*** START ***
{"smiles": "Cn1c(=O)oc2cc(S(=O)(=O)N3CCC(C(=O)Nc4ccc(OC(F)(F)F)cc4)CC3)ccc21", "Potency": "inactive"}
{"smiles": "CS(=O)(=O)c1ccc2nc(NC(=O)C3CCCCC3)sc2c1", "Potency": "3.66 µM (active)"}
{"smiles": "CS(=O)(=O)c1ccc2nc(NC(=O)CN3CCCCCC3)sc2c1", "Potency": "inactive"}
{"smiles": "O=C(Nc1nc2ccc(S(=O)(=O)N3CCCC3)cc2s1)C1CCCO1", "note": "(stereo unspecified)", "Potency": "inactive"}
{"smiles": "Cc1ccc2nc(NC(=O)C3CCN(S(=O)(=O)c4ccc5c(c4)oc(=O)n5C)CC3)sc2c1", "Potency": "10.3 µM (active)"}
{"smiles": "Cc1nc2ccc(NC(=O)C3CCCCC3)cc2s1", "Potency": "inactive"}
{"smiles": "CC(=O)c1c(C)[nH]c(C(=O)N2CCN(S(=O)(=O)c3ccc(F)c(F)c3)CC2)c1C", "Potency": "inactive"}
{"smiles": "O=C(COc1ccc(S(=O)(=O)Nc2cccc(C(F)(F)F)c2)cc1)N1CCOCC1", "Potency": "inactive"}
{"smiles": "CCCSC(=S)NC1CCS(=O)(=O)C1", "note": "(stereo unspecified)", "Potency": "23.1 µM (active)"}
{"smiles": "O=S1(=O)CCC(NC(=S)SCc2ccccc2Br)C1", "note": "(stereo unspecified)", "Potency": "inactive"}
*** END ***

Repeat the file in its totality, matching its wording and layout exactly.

{"smiles": "Cn1c(=O)oc2cc(S(=O)(=O)N3CCC(C(=O)Nc4ccc(OC(F)(F)F)cc4)CC3)ccc21", "Potency": "inactive"}
{"smiles": "CS(=O)(=O)c1ccc2nc(NC(=O)C3CCCCC3)sc2c1", "Potency": "3.66 µM (active)"}
{"smiles": "CS(=O)(=O)c1ccc2nc(NC(=O)CN3CCCCCC3)sc2c1", "Potency": "inactive"}
{"smiles": "O=C(Nc1nc2ccc(S(=O)(=O)N3CCCC3)cc2s1)C1CCCO1", "note": "(stereo unspecified)", "Potency": "inactive"}
{"smiles": "Cc1ccc2nc(NC(=O)C3CCN(S(=O)(=O)c4ccc5c(c4)oc(=O)n5C)CC3)sc2c1", "Potency": "10.3 µM (active)"}
{"smiles": "Cc1nc2ccc(NC(=O)C3CCCCC3)cc2s1", "Potency": "inactive"}
{"smiles": "CC(=O)c1c(C)[nH]c(C(=O)N2CCN(S(=O)(=O)c3ccc(F)c(F)c3)CC2)c1C", "Potency": "inactive"}
{"smiles": "O=C(COc1ccc(S(=O)(=O)Nc2cccc(C(F)(F)F)c2)cc1)N1CCOCC1", "Potency": "inactive"}
{"smiles": "CCCSC(=S)NC1CCS(=O)(=O)C1", "note": "(stereo unspecified)", "Potency": "23.1 µM (active)"}
{"smiles": "O=S1(=O)CCC(NC(=S)SCc2ccccc2Br)C1", "note": "(stereo unspecified)", "Potency": "inactive"}